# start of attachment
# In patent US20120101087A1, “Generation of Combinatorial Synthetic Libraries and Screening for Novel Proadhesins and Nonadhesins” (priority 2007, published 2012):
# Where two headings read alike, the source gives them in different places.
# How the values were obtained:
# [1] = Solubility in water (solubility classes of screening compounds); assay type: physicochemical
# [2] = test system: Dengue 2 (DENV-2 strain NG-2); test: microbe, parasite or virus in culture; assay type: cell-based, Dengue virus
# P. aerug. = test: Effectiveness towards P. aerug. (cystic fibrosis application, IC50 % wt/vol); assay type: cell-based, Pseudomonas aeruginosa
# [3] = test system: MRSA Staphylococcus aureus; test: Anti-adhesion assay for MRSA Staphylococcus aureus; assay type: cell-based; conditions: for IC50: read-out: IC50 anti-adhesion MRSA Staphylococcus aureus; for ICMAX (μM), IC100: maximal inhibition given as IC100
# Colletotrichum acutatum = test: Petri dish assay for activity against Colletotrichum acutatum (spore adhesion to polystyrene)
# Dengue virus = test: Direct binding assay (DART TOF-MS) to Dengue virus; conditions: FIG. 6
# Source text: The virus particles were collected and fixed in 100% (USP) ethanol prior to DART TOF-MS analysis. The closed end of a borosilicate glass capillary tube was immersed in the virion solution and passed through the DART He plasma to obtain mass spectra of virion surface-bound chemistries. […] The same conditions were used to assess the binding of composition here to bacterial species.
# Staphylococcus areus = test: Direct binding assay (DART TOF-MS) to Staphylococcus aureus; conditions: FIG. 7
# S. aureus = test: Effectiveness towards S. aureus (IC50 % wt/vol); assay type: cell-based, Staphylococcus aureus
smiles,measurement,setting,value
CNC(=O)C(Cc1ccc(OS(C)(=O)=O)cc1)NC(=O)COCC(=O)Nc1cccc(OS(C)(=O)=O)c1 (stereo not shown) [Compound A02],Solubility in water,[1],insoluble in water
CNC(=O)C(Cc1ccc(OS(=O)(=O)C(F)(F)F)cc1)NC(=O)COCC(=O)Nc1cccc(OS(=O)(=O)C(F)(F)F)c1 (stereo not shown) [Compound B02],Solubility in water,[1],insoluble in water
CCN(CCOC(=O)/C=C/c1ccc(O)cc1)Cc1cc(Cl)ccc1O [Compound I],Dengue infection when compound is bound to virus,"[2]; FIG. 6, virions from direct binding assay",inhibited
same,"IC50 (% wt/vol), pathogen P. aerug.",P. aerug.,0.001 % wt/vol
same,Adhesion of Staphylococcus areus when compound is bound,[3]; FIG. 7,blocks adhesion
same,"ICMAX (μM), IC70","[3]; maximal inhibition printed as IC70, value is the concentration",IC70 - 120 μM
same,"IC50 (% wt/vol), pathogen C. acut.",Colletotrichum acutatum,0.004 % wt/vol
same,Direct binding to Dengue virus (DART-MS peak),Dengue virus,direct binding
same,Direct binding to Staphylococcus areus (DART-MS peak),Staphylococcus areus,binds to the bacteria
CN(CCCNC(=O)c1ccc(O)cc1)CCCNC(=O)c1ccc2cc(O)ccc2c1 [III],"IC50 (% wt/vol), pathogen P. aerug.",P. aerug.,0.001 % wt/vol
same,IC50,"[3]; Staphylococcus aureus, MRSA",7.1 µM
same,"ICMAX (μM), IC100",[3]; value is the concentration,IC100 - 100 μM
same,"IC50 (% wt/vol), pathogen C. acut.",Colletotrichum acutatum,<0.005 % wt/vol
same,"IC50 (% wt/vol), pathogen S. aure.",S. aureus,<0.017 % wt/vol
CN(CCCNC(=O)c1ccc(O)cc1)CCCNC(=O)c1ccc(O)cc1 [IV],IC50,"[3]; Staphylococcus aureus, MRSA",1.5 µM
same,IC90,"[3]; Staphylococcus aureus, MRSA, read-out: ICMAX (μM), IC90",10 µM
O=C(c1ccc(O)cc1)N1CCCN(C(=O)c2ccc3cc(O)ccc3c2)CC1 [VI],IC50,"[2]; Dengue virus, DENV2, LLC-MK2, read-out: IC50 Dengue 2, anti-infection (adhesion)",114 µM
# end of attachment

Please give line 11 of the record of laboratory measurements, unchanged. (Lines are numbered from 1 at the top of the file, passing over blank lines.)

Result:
# Staphylococcus areus = test: Direct binding assay (DART TOF-MS) to Staphylococcus aureus; conditions: FIG. 7